NASA satellite data could detect volcanic disturbances years before eruptions

New research methods using satellite data can detect volcanic eruptions years in advance.

In a recent study published in the journal Nature Geoscience, researchers from NASA’s Jet Propulsion Laboratory (JPL) and the University of Alaska, Fairbanks said that large-scale thermal disturbances measured using a statistical analysis of longitude infrared data Satellite-based long-wave waves revealed that the latest steam and magmatic eruptions from five different volcanoes were preceded by large-scale, albeit subtle, multi-year increases in their “radiant heat flux.”


Although there are already recognizable signs that a volcano is likely to erupt, including seismic activity, changes in gas emissions, and sudden ground deformation, accurate predictions are complicated.

Furthermore, no two volcanoes are exactly alike, and few of the world’s active volcanoes have adequate monitoring capabilities.

“Volcanoes are like a box of mixed chocolates: they may look similar, but inside there is a lot of variety between them and sometimes even within,” study co-author Paul Lundgren from JPL said on Tuesday. liberation of the space agency. “On top of that, only a few volcanoes are well monitored, and some of the most potentially dangerous volcanoes are those that erupt less frequently, which means that historical records cannot be strictly relied on.”

Seismologists were able to instruct San Vicente residents to evacuate the “red zone” around the island’s La Soufriere volcano due to increased seismic activity just hours before its eruption on Friday.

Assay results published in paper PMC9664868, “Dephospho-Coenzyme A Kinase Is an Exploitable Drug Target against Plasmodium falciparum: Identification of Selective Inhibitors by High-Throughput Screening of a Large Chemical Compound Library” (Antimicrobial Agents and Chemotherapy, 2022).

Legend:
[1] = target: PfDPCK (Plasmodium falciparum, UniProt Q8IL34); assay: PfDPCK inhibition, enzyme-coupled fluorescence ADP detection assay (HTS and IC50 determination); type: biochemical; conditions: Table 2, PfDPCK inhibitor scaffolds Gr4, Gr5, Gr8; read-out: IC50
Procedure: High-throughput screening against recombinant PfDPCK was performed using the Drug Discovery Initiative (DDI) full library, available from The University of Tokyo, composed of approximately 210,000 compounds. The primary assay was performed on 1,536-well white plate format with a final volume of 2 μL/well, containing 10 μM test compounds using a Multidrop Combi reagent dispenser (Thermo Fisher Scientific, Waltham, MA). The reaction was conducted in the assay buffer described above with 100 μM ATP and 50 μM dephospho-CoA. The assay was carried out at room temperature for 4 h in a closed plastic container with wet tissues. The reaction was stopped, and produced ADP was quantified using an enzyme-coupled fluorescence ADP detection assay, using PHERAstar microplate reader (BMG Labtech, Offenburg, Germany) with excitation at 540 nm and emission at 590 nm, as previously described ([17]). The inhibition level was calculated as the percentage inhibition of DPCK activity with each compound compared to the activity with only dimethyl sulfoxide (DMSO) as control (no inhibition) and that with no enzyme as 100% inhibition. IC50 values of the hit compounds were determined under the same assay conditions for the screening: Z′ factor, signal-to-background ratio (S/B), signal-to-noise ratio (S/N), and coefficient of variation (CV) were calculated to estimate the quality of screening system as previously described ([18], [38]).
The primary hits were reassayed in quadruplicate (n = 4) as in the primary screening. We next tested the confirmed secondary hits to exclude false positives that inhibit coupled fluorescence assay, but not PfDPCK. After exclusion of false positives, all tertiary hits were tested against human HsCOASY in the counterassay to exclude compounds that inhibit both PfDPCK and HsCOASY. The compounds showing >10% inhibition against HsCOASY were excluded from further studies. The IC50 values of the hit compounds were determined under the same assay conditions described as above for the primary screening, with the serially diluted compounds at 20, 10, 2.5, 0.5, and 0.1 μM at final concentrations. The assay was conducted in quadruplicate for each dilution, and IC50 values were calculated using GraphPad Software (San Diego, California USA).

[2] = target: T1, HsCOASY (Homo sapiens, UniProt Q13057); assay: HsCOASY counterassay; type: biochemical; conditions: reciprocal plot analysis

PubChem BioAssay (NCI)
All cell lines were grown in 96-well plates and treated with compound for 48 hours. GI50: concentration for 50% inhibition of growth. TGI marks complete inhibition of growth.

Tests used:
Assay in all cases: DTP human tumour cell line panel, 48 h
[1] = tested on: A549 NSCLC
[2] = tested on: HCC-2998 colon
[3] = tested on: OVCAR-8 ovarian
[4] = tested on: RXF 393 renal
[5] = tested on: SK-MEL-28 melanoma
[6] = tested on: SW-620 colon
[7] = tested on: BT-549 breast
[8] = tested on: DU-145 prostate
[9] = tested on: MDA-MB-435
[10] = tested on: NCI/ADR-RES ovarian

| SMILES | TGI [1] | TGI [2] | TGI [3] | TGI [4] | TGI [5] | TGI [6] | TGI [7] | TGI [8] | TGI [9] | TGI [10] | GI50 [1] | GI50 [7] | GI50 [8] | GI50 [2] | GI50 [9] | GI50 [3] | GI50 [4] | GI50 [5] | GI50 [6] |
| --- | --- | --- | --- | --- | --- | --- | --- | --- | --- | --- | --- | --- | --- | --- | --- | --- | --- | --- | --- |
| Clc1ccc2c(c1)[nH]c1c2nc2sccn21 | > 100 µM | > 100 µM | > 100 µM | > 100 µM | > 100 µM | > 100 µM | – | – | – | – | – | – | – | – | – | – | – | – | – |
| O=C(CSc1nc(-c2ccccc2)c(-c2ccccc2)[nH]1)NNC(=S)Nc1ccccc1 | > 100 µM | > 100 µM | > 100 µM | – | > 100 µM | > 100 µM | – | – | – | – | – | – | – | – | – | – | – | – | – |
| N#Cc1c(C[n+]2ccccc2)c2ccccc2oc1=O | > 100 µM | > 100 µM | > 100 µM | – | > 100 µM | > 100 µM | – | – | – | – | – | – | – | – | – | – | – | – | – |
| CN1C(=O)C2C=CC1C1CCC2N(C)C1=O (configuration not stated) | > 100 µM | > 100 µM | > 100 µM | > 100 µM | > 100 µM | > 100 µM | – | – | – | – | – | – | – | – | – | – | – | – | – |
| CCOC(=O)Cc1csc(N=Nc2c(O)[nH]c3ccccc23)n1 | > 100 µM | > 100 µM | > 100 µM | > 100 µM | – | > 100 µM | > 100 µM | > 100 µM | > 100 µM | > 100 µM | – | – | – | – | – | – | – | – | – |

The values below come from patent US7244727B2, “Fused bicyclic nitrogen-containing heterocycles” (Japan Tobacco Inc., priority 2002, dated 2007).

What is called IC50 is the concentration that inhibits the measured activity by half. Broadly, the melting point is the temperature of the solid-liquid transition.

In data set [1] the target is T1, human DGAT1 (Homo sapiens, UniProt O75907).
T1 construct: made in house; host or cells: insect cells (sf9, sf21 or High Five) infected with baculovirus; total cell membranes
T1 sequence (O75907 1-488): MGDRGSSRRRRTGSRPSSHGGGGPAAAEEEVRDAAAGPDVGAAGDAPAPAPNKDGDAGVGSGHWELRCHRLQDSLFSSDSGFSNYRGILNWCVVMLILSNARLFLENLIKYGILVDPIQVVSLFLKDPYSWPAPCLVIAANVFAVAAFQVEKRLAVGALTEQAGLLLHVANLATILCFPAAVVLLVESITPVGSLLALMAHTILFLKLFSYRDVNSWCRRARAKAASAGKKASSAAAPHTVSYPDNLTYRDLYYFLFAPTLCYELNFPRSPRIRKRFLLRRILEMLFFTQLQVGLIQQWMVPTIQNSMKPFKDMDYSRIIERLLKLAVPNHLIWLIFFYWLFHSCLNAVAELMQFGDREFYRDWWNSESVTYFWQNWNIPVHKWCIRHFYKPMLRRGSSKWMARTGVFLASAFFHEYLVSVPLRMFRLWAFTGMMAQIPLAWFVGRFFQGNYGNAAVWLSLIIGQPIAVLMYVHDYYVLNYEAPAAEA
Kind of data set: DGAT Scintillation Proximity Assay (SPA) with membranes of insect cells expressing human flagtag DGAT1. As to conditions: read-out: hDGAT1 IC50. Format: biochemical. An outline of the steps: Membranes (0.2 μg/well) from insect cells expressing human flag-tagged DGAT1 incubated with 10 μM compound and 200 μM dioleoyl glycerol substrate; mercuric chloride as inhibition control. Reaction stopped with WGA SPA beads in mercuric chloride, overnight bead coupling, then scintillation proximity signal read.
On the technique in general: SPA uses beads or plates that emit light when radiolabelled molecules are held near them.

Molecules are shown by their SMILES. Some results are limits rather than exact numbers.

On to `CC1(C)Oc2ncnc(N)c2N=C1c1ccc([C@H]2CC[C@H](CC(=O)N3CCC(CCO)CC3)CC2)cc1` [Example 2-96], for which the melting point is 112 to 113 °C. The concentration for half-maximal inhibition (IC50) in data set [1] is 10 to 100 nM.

Ash rises into the air as La Soufriere volcano erupts on the Caribbean island of St. Vincent, Tuesday, April 13, 2021 (AP Photo / Orvil Samuel).

Ash rises into the air when La Soufriere volcano erupts on the Caribbean island of Saint Vincent, Tuesday, April 13, 2021 (AP Photo / Orvil Samuel).

The director of the University of the West Indies (UWI) Center for Seismic Research, Erouscilla Joseph, told Fox News that the team had started to see the first seismic tremor in the area early Thursday morning.

NASA explained that the team of scientists had analyzed more than 16 years of radiant heat data from Moderate Resolution Imaging Spectroradiometer (MODIS) instruments aboard NASA’s Terra and Aqua satellites.

The statement also noted that despite the differences in the types of volcanic eruptions under scrutiny, the researchers’ conclusions were consistent.

“In the years before an eruption, the radiant surface temperature over much of the volcano increased by about 1 degree Celsius from its normal state. It decreased after each eruption,” the agency wrote, later adding that scientists theorize. increasing heat. it can result from the interaction between magma reservoirs and hydrothermal systems.

“We attribute large-scale thermal disturbances to the enhancement of underground hydrothermal activity and suggest that such analysis of satellite-based infrared observations may improve thermal balance limitations of volcanoes, early detection of pre-eruption conditions. and the evaluations of the volcanic alert levels. “, concluded the abstract of the article.

Now, the scientists will test their method on more volcanoes.


Adjusting their method and using what they have learned to supplement existing tools could potentially save lives.

“One of the goals is to one day have a tool that can be used in near real time to verify volcanic activity in volcanic areas,” lead author Társilo Girona told NASA. “Even for small eruptions, there is evidence of thermal distress prior to the onset of the eruption event, so the new method helps us get a little closer to that goal.”

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